November is Diabetes Awareness Month. As the title suggests, this is when the entire month is devoted to sharing information on Diabetes and its effects. I recall a post that I saw on social media that reads, “Most people don’t think diabetes is very serious…until it hits them.”
In 2012, 29.1 million Americans, or 9.3% of the population, had diabetes (www.diabetes.org). This number continues to grow. As with many other chronic diseases, diabetes affects the individual and their families, friends, co-workers, and anyone they may meet.
Both my mother and father were diabetic. One of my uncles died from diabetic complications. Although I was aware of the disease, I knew very little about the disease until I was diagnosed. Yes, I knew that diabetes is hereditary. My understanding was that it had something to do with having “too much sugar” in your blood. I knew that being overweight had something to do with diabetes. However, I didn’t care too much for sweets and I was not overweight. Therefore, my diagnosis was a complete shock to me.
Below are some interesting facts surrounding diabetes that I would have liked to have been aware of before my diagnosis.
- Type 2 Diabetes means you are insulin resistant. Insulin is what keeps your sugar (glucose) levels where they should be. Diabetes occurs when your body isn’t manufacturing enough insulin.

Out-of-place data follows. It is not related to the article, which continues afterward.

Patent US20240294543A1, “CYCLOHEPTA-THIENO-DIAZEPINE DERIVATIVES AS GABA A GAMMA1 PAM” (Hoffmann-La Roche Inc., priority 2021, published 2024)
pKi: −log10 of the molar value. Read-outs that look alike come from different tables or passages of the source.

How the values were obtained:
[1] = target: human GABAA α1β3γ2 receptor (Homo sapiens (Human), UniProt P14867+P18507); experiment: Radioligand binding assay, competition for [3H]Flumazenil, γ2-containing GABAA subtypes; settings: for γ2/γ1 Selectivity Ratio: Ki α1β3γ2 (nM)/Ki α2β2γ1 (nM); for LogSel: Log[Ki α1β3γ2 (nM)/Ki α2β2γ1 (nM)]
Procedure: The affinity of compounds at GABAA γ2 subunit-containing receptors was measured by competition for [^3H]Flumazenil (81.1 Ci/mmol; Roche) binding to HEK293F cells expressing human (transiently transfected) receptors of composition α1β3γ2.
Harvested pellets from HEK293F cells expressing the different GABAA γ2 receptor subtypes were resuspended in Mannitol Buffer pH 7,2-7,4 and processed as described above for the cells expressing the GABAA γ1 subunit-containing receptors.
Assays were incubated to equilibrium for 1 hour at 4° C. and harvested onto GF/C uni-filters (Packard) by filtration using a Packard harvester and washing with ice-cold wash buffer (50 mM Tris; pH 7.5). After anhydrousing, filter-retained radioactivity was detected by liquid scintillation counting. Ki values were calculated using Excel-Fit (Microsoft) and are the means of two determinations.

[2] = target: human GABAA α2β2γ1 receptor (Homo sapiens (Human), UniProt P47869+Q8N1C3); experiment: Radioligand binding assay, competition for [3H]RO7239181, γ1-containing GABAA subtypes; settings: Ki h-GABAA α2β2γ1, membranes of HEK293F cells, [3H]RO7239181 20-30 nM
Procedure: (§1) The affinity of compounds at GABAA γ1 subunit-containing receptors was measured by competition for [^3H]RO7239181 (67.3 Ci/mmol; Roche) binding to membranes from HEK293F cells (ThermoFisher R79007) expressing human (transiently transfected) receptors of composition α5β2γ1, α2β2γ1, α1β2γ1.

- One of the early signs of diabetes is fatigue. I recall going to the doctor because of fatigue. At that time, I could sleep for 12 hours and would still awaken exhausted.
- Diabetes can affect body hair. I didn’t consider it a problem or something I needed to be concerned about when I no longer had to shave my legs or underarms, but I should have been concerned. Diabetes affects blood circulation, which can translate into the loss of body hair (www.hairfoundation.org).
Being diabetic is definitely a lifestyle change and maintenance is required. While it’s important to follow your doctor’s orders and take the prescribed medication, there are additional steps that you can take to reduce the effects of diabetes.
- Get regular eye check-ups with an ophthalmologist.
- Check your feet daily. Have a regular foot exam at least once a year.
- Get your annual flu shot.
Having diabetes does not have to be a life sentence. Maintaining a healthy lifestyle will help to keep your glucose levels under control. A healthy lifestyle includes exercising for 30 minutes 3 or 4 times a week (check with your doctor before beginning an exercise routine). Healthy eating is important. Your meals should include the following: vegetables, whole grains, fruits, non-fat dairy products, beans, lean meats, poultry and fish.
Surrounding yourself with positive people will help you to keep a positive perspective. Although living with diabetes requires a lifestyle change, it’s not impossible.
By Lorraine M. Castle
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